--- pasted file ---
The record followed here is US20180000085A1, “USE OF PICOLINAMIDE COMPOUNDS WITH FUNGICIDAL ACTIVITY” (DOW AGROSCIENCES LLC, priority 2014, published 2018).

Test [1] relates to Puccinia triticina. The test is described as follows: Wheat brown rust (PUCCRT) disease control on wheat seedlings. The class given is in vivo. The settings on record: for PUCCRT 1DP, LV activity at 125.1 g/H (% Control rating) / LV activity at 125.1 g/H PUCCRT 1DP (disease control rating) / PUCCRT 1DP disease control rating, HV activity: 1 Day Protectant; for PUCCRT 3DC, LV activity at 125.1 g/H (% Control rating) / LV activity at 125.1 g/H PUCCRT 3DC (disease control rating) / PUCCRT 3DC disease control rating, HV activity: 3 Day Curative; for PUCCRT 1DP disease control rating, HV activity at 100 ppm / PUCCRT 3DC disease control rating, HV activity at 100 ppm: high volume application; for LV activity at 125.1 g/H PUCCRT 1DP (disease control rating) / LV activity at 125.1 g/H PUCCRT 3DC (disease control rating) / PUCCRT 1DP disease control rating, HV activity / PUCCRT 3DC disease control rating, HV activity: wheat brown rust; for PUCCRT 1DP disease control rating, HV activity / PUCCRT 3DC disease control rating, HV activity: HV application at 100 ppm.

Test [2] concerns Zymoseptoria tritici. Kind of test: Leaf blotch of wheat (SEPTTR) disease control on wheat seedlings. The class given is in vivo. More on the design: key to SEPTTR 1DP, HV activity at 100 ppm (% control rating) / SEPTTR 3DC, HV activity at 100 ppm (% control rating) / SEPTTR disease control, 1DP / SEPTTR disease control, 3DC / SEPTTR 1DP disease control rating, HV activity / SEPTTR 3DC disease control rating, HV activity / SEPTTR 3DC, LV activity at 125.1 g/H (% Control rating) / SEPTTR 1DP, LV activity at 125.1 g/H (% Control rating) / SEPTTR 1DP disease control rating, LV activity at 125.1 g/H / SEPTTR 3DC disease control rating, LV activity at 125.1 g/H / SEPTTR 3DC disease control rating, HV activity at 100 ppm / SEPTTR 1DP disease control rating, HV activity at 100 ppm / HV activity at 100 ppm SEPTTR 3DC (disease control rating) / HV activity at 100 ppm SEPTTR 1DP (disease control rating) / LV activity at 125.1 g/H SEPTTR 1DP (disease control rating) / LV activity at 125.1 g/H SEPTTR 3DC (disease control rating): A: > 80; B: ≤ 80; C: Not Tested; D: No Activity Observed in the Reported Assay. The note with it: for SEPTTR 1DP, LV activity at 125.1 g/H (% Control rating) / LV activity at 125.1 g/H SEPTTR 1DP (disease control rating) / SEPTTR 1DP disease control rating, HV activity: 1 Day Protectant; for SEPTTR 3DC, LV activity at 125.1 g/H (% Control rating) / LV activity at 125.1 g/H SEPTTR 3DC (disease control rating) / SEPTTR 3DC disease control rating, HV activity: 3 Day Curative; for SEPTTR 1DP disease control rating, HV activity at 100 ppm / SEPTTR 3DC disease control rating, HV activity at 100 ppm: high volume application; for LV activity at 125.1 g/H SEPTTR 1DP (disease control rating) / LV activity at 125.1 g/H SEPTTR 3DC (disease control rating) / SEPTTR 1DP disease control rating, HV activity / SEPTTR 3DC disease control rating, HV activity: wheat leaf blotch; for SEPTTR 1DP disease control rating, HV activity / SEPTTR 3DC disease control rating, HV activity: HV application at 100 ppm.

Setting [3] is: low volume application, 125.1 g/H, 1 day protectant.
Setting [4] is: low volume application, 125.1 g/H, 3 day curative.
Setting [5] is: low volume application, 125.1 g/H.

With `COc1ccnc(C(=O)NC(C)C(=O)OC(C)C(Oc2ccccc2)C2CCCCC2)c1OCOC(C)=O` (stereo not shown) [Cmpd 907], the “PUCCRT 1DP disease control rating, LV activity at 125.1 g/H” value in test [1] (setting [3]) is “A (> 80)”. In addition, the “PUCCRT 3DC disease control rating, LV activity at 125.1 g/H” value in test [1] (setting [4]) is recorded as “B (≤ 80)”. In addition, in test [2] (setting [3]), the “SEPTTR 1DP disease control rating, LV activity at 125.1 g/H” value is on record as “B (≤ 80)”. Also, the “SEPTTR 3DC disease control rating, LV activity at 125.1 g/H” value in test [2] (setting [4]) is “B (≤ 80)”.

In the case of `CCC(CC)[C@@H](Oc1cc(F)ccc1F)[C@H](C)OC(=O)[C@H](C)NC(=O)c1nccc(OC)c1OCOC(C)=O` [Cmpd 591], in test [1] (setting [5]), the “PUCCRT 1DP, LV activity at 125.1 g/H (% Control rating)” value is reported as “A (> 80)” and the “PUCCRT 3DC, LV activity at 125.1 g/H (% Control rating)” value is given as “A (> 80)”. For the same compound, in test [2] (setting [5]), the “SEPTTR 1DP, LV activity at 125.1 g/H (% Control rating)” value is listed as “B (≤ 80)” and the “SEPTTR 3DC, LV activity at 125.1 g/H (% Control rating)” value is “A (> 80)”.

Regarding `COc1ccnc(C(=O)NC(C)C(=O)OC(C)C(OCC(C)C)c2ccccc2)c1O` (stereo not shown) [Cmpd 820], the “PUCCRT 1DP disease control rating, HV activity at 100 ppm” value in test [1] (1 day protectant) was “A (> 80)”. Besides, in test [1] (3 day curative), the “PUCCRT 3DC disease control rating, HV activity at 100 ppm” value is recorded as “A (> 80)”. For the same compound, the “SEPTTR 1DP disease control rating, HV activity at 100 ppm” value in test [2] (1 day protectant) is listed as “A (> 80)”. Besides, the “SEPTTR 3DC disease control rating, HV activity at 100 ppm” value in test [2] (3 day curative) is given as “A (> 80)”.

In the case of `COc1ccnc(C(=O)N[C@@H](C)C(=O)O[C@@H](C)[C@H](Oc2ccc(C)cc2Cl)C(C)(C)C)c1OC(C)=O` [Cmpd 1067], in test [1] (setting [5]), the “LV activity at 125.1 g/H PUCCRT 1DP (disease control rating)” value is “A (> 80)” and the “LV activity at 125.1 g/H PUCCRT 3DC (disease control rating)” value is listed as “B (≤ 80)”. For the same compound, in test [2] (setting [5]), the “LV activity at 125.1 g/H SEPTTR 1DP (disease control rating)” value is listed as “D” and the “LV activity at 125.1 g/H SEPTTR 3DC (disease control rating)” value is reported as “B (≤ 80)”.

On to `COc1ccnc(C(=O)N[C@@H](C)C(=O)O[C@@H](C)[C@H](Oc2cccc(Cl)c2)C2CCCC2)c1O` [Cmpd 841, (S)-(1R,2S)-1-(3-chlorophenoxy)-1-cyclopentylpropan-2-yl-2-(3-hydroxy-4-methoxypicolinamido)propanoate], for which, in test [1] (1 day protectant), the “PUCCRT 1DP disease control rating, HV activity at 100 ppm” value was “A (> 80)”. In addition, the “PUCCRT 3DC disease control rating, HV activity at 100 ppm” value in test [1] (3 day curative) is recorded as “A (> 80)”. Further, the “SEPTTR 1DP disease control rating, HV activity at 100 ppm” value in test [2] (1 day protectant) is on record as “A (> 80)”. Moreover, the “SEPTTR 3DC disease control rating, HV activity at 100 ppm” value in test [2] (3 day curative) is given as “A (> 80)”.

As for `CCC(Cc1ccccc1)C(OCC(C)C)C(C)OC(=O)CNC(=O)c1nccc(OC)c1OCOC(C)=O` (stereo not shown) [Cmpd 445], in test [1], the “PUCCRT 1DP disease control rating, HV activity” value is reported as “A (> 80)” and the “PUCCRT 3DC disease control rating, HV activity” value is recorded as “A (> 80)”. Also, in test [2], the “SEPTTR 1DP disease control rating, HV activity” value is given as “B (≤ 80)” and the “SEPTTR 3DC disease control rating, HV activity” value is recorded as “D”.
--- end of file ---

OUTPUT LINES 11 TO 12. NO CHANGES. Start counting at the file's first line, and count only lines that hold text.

On to `COc1ccnc(C(=O)N[C@@H](C)C(=O)O[C@@H](C)[C@H](Oc2cccc(Cl)c2)C2CCCC2)c1O` [Cmpd 841, (S)-(1R,2S)-1-(3-chlorophenoxy)-1-cyclopentylpropan-2-yl-2-(3-hydroxy-4-methoxypicolinamido)propanoate], for which, in test [1] (1 day protectant), the “PUCCRT 1DP disease control rating, HV activity at 100 ppm” value was “A (> 80)”. In addition, the “PUCCRT 3DC disease control rating, HV activity at 100 ppm” value in test [1] (3 day curative) is recorded as “A (> 80)”. Further, the “SEPTTR 1DP disease control rating, HV activity at 100 ppm” value in test [2] (1 day protectant) is on record as “A (> 80)”. Moreover, the “SEPTTR 3DC disease control rating, HV activity at 100 ppm” value in test [2] (3 day curative) is given as “A (> 80)”.

As for `CCC(Cc1ccccc1)C(OCC(C)C)C(C)OC(=O)CNC(=O)c1nccc(OC)c1OCOC(C)=O` (stereo not shown) [Cmpd 445], in test [1], the “PUCCRT 1DP disease control rating, HV activity” value is reported as “A (> 80)” and the “PUCCRT 3DC disease control rating, HV activity” value is recorded as “A (> 80)”. Also, in test [2], the “SEPTTR 1DP disease control rating, HV activity” value is given as “B (≤ 80)” and the “SEPTTR 3DC disease control rating, HV activity” value is recorded as “D”.